Published in association with the Japan Society and containing 57 essays, this ninth volume in the series continues to celebrate the life and work of the men and women, both British and Japanese, who over time played an interesting and significant role in a wide variety of different spheres relating to the history of Anglo-Japanese relations and deserve to be recorded and remembered. Read together they give a picture, even if inevitably a partial one, of important facets of modern history and Anglo-Japanese institutions. They shed light on a number of controversial issues as well as illuminate past successes and failures. Structured thematically in four Parts - Japan in Britain, Britain in Japan, Scholars and Writers, Politicians and Officials - the highlights in this volume include: The Great Japan Exhibition, 1981-82; Japanese Gardens and the Japanese Garden Society in the UK; Cricket in Late Edo and Meiji Japan; Norman Macrae, pioneering journalist of The Economist; Arthur Balfour - managing the emergence of Japan as a Great Power; Michio Morishima, an economist 'made in Japan'; Margaret Thatcher - a pragmatist who radically improved Britain's image in Japan.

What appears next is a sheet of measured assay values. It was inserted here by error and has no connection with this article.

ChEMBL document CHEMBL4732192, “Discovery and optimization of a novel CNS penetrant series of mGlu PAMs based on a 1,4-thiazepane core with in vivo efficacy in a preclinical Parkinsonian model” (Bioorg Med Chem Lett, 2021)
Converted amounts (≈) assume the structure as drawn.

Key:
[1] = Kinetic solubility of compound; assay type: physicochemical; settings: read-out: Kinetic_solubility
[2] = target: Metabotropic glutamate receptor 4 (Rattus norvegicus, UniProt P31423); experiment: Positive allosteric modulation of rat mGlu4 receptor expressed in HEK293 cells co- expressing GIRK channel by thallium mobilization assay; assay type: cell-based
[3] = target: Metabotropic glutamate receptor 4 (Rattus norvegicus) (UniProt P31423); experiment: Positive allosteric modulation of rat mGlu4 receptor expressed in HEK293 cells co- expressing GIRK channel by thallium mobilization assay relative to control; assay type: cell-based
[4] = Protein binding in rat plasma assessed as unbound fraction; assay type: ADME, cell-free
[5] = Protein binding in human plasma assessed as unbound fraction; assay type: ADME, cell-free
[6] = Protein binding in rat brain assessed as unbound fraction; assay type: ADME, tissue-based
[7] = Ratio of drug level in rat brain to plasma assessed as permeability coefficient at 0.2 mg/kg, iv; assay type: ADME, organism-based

About the Author
Sir Hugh Cortazzi, GCMG, was British Ambassador to Japan 1980-1984 and Chairman of The Japan Society, London, 1985-1995. He has written extensively on Japan. His many books include Isles of Gold: Antique Maps of Japan (1983), The Japanese Achievement (1990) and his memoir Japan and Back and Places Elsewhere (1998). He compiled and edited seven volumes of Britain & Japan: Biographical Portraits, most recently volume X (2016).